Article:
Using Analytics to Fight Cyber Crime
Security at our airports is based primarily on looking for known banned items. The premise is that terrorists will be thwarted from being successful with an approach that was either previously successful or nearly successful and fortuitously prevented. That’s pretty much how black listing, also known as Anti-virus software works and in most cases how intrusion detection and prevention systems work.
But staying with this analogy, when travelling out of Israel you find that while they also scan for known threats on your body and in your luggage, Israeli security primarily focuses on analyzing behavior, looking for someone likely to commit a terrorist act. In a way, that is similar to what many customs checks do. Rather than x-raying luggage, they ask a few questions to determine if someone is likely to be bringing in contraband. In effect, they are using behavior algorithms in their analysis.
In much the same way, cyber security is taking on a more holistic analysis to identify threats in addition to looking for specific known threats. More advanced cyber tools look for anomalies, such as a burst of data flow at an unscheduled time or a higher than normal load. It is these out of normal patterns that can help detect an otherwise unknown and undetected threat. While these may cause more false positives initially, with advanced algorithms embedded into analytics software and through better tracking of consistency in behavior, the frequency will decrease rapidly.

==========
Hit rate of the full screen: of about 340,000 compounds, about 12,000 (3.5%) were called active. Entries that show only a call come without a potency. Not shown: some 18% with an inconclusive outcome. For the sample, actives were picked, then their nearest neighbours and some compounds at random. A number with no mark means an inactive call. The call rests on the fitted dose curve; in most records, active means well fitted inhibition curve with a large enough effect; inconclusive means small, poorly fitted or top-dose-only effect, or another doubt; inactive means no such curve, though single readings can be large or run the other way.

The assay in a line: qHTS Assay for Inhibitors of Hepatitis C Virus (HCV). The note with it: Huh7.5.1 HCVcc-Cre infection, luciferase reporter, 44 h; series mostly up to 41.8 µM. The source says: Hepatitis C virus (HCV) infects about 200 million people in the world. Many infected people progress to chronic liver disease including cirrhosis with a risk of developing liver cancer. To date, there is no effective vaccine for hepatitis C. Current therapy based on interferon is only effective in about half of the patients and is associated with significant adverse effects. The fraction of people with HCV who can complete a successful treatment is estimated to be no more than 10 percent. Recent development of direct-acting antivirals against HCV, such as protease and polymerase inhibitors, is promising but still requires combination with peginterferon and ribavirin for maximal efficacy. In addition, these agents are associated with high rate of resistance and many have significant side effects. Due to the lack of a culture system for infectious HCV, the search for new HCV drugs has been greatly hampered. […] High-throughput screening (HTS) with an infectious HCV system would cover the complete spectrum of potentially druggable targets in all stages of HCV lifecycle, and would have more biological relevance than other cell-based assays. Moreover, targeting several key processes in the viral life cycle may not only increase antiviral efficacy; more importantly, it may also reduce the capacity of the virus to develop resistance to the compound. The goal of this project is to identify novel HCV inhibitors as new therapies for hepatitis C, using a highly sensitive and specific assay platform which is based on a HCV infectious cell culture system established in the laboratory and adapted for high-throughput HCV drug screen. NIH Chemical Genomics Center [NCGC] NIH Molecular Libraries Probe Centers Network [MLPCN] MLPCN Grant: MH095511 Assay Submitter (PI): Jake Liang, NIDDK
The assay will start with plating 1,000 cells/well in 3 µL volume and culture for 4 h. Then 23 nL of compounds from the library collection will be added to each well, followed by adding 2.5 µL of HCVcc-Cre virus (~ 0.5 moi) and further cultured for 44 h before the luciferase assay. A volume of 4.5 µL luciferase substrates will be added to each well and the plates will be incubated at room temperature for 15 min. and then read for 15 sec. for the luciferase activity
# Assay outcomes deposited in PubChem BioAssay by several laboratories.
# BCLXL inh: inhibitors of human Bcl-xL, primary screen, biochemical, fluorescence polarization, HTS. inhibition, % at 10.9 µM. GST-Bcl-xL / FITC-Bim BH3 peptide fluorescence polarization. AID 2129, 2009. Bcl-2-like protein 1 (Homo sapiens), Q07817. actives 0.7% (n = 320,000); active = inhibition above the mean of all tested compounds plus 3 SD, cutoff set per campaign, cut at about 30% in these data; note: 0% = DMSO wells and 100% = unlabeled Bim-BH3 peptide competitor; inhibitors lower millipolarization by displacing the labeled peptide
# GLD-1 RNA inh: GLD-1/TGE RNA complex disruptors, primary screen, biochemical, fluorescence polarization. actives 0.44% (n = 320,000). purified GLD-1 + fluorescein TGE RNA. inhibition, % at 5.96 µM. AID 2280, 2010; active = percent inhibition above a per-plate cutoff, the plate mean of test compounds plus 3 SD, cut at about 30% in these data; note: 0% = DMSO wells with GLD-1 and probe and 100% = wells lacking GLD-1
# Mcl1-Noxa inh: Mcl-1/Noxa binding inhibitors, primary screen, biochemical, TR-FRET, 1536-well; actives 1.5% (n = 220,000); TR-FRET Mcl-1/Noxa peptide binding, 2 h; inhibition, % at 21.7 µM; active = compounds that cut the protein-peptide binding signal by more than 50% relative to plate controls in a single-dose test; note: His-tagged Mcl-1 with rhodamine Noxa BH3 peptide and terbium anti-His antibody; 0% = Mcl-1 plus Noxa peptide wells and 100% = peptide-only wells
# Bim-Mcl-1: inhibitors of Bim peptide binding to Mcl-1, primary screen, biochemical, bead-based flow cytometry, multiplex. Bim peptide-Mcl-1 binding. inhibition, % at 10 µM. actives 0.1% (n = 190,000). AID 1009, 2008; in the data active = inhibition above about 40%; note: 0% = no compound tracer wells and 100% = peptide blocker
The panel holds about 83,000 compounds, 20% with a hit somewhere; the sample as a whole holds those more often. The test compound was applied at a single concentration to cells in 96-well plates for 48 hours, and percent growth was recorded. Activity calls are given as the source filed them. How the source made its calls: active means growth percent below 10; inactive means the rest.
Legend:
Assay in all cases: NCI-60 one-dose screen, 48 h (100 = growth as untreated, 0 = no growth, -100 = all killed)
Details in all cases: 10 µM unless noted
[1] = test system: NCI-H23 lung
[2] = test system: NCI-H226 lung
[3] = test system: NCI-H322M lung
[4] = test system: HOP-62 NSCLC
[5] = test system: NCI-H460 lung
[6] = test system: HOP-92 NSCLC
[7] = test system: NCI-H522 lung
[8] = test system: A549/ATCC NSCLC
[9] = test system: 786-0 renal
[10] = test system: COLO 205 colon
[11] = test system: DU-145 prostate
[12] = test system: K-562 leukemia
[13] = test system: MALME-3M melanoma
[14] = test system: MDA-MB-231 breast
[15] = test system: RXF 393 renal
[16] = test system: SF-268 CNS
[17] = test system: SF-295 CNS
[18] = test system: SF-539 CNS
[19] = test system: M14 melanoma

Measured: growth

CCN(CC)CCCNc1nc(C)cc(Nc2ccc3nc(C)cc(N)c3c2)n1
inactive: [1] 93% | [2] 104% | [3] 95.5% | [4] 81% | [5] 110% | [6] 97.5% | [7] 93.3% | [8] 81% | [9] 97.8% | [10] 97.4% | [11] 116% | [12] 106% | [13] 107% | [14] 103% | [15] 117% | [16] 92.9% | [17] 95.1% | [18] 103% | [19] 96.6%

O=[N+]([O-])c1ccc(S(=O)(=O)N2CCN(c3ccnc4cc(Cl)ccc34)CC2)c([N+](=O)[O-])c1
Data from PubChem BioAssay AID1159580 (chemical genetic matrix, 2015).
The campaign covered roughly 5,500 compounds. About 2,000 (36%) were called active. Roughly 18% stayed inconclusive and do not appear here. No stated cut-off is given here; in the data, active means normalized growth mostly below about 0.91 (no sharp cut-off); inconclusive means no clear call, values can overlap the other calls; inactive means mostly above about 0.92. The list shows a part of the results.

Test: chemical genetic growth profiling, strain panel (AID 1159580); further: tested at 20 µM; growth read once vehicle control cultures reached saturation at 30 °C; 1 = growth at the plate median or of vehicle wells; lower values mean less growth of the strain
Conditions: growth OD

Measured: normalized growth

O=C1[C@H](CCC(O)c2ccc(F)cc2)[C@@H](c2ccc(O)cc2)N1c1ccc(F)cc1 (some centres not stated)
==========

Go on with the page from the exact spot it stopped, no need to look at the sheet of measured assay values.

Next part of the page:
To make this work, algorithmic scripts can be created within a firewall or through IDS/IPS devices. The key is knowing what to look for; and that is where cyber security experts, particularly within the industrial process control domain, are extremely valuable. To be fair, this isn’t a new idea. The concept has been around a while. See a 2010 Deloitte publication and this article on a solution IBM proposed for the FAA. Providing a self learning system would make this solution extremely valuable; which is what Google apparently did, as noted in an October 2010 patent application for an adaptive cyber security analytics package.
Waiting for these solutions to become commercially available does not preclude you from taking advantage of analytics based cyber security tactics today. However, the skills to know what to look for; and then knowing how to filter out the noise are not widely available. Some sophisticated cyber security organizations such as Honeywell’s security group do have these skills; so if you are interested, you should talk to your DCS vendor and see if they can help you use algorithm based analytics to prevent cyber crime.